Book ReviewLifestyleVolume 13 Issue # 09

The Disaster Artist

As with Meryl Streep in Florence Foster Jenkins, James Franco hits all the right wrong notes in this hugely entertaining, true-life tale of Tommy Wiseau’s 2003 “disasterpiece” film The Room. Like Wiseau himself, Franco produces, directs and stars in his magnum opus, recreating the chaotic production of an unintentional comedy that has earned Rocky Horror-style cult status as “the greatest bad movie ever made”.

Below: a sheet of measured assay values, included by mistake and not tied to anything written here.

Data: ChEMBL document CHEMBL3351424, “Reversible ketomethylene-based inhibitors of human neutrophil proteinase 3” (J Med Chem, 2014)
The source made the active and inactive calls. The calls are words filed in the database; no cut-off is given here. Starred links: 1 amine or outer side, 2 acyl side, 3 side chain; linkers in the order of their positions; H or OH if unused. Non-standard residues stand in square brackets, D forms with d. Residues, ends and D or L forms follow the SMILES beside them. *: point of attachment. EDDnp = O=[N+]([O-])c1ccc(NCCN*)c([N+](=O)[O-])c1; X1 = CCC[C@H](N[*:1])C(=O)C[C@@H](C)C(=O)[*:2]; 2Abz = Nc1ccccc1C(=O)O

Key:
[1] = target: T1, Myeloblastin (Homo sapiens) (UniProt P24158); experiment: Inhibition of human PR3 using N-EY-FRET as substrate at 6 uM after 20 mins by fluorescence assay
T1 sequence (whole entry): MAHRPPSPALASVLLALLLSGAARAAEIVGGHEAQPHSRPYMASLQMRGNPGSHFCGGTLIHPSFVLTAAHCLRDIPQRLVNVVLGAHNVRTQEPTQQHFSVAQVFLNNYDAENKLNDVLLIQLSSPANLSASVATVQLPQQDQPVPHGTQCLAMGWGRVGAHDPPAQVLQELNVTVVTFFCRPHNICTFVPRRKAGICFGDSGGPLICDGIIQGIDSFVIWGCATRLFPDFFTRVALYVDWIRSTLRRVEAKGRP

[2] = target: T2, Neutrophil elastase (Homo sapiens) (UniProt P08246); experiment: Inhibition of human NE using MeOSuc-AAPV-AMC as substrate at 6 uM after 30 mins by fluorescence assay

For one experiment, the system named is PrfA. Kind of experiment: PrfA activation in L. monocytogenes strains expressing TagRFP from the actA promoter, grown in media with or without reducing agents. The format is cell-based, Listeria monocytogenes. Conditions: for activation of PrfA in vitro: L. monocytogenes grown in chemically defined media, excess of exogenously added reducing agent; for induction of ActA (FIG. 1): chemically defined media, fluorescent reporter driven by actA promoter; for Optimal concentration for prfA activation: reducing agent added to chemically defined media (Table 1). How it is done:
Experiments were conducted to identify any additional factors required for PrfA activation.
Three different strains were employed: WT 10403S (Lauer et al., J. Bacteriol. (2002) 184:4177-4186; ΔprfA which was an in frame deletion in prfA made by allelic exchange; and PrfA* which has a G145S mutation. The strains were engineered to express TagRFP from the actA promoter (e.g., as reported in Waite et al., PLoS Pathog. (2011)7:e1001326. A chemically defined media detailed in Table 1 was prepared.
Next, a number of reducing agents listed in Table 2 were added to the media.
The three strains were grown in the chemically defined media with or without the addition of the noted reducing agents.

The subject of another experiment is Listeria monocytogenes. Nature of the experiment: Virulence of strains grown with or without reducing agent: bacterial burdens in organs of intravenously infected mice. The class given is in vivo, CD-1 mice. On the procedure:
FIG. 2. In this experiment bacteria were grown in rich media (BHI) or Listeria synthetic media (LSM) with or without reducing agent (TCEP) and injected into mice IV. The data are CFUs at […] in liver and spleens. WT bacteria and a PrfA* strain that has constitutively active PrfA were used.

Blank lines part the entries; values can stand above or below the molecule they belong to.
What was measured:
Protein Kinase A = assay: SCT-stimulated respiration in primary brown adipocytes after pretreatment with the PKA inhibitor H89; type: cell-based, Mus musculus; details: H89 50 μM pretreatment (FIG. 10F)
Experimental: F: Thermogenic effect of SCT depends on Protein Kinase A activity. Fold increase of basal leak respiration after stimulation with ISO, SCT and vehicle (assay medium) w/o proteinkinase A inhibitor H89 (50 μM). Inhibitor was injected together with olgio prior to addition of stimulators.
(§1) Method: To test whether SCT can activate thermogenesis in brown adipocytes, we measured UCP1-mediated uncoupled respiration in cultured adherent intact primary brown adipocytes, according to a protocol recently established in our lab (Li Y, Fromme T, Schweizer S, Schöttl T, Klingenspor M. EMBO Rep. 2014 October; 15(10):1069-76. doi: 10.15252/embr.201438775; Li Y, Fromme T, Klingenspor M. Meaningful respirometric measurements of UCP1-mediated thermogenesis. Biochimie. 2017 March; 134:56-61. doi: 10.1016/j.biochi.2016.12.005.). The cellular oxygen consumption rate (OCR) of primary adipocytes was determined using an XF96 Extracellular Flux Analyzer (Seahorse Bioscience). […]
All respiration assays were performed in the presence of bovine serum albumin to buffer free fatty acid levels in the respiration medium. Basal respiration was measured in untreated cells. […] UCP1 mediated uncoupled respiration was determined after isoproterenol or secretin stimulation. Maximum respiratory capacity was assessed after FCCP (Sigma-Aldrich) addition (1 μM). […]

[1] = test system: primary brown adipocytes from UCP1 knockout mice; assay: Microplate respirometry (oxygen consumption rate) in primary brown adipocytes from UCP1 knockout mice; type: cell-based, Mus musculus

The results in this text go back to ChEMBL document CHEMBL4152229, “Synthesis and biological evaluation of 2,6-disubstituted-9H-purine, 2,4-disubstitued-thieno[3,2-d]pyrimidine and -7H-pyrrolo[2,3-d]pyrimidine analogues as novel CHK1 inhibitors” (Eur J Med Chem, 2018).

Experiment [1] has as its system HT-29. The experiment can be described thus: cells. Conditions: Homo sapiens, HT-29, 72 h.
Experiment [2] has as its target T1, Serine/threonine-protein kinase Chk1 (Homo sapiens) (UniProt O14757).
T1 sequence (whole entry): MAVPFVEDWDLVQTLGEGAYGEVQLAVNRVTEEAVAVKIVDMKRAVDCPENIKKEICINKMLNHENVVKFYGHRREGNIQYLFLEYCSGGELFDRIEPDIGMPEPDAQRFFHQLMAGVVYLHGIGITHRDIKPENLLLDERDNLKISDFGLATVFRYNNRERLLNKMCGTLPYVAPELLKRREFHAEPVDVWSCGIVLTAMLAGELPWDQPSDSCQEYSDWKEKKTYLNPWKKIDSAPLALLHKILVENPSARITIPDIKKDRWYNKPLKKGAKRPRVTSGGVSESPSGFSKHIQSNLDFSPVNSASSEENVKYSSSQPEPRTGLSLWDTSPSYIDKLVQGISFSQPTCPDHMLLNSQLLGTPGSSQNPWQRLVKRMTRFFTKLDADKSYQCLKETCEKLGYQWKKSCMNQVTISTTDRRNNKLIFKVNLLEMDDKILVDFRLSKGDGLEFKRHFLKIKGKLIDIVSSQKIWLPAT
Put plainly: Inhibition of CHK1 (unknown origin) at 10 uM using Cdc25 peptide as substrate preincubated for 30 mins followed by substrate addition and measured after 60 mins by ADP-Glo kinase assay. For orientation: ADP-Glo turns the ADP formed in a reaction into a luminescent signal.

Dave Franco plays model/actor Greg Sestero, upon whose memoir (cowritten with Tom Bissell) the sharp screenplay by Scott Neustadter and Michael H. Weber is based. We first meet Greg in San Francisco, 1998, sleepwalking through a stilted scene from Waiting for Godot. Enter Tommy (played by James, Dave’s older brother), a whirling dervish of dyed hair, questionable age and bizarre, consonant-obliterating accent (“Wha accenn?”). Part pirate, part vampire, Tommy turns a single word from A Streetcar Named Desire (“Stellaaaaarghh!”) into a piece of writhing performance art – terrible, yet fearless. Bewitched, Greg hitches his wagon to Tommy’s star and the pair move to LA, dreaming of greatness. But when “Hollywood reject us, we do it on our own” – and the mysteriously wealthy Wiseau decides to mount his own cinematic epic, to the bewilderment of script supervisor Sandy Schklair (Seth Rogen) who wonders if Tommy has ever seen a movie, let alone made one.

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